Monday, 18 June 2018

My wildlife allotment in early June 2018

It is now nearly a month since my last post, summer is always very busy and there is hardly any time for sitting in front of a computer. But I always find at least some time to take photos so you can see the progress.
I am quite pleased with the allotment this year, many of my plantings are looking quite beautiful now, most plants are growing well and flowers are opening everywhere nearly on a daily basis. Turn your back for a few days and you might miss something!
I have also grown a lot of plants from seed last year, planted them over winter and now seeing them flower for the first time is exhilarating. I even have some plants I forgot to label properly when pricking them out of the seed tray so I have to wait now until they flower to see what they are.

We had a lot of dry weather recently, the last proper rain was a few weeks ago. Summers here in the Thames valley seem to be getting dryer now with long periods without any rain. I have tried to adapt with planting more drought-resistant perennials. Most ornamental grasses are quite good for dry soil and many plants from steppe and prairie areas are suitable as well. I only really water the vegetables and newly planted things. Everything else has to survive on its own which saves me a lot of work.

Below are some pictures from the  allotment.

Alliums and grasses (Nasella tenuissima)
Rambler rose `Albertine` looks magnificent this year
Maltese cross (Lychnis chalcedonica)
Grecian foxglove (Digitalis lanata) growing together with yellow Achillea and other perennials
The smaller of my two wildflower meadows on the allotment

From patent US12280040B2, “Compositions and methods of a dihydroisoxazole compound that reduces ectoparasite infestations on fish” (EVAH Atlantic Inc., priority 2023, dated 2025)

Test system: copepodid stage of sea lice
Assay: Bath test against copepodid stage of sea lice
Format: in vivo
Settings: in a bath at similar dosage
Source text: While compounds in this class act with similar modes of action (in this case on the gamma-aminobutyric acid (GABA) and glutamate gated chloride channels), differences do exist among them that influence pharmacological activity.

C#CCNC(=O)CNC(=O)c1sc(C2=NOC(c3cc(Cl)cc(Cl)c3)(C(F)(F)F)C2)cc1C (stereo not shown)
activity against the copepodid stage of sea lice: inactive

The larger meadow with ox-eye daisy, bird`s-foot trefoil and red clover flowering
Ox-eye daisy and Briza media
Fox-an-cups (Pilosella aurantiaca) with meadow buttercup and red clover in the meadow
The larger wildflower meadow
Dropwort (Filipendula vulgaris)has pretty flowers
Early bumblebee visiting the Knautia arvensis flowers
Common carder bees like the meadow cranesbill flowers
The caterpillar-like flowers of Sanguisorba menzisii
The allotment at the beginning of June
Sisyrinchium striatum is a bit invasive but has pretty flowers
Arnica chamissonis is growing well
Allium cernuum, grown from seed, is flowering for the first time this year
Leafcutter bee (Megachile) is visiting fox-and-cups
Aster tongolensis and Dianthus deltoides
Euphorbia coralloides looks pretty, adding a soft yellow colour to the plantings
Euphorbia coralloides and Dianthus deltoides
The oldest part of the allotment, now fully planted up with no space left
Echium russicum, a perennial viper`s bugloss
Eryngium giganteum flowers
More Eryngium giganteum in a sea of Nasella tenuissima
Meadow cranesbill (with Dianthus barbatus in the background)
Pretty yellow Aquilegia with Tanacetum parthenium
Dianthus carthusianorum with fox-tail barley (Hordeum jubatum)
Eryngium giganteum
Garden bumblebee drinking nectar from Anchusa azurea

Naturalistic planting with lots of grasses and perennials
Californian poppy and Armeria pseudameria
Digitalis lutea, a pretty shortlived perennial foxglove
Digitalis lanata
Lots of flowers and grasses (with Trifolium rubrum in the foreground on the left)
Tassel flower (Emilia javanica), a new annual for me which has very pretty flowers

2 comments:

  1. Wow. Love it. Nigel Dunnet should come and have a look :-)
    Glad I have found Pilosella aurantiaca. Seen it at Arlington Court, Devon in grass meadow.
    Now I know > "Fox and Cubs".

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    Replies
    1. Thank you :-) Nigel Dunnett would be welcome to have a look. I have worked in the Department of Landscape in Sheffield for James Hitchmough some years ago, also met Nigel Dunnett when I worked there. I must have caught the naturalistic planting bug there ;-).
      I love combining grasses and perennials and had so many more planting ideas that I have another large allotment now. On the new plot I have started planting a prairie and in late summer I will start some steppe planting. There is also a bog garden and a neglected pond which I will tackle in late summer.

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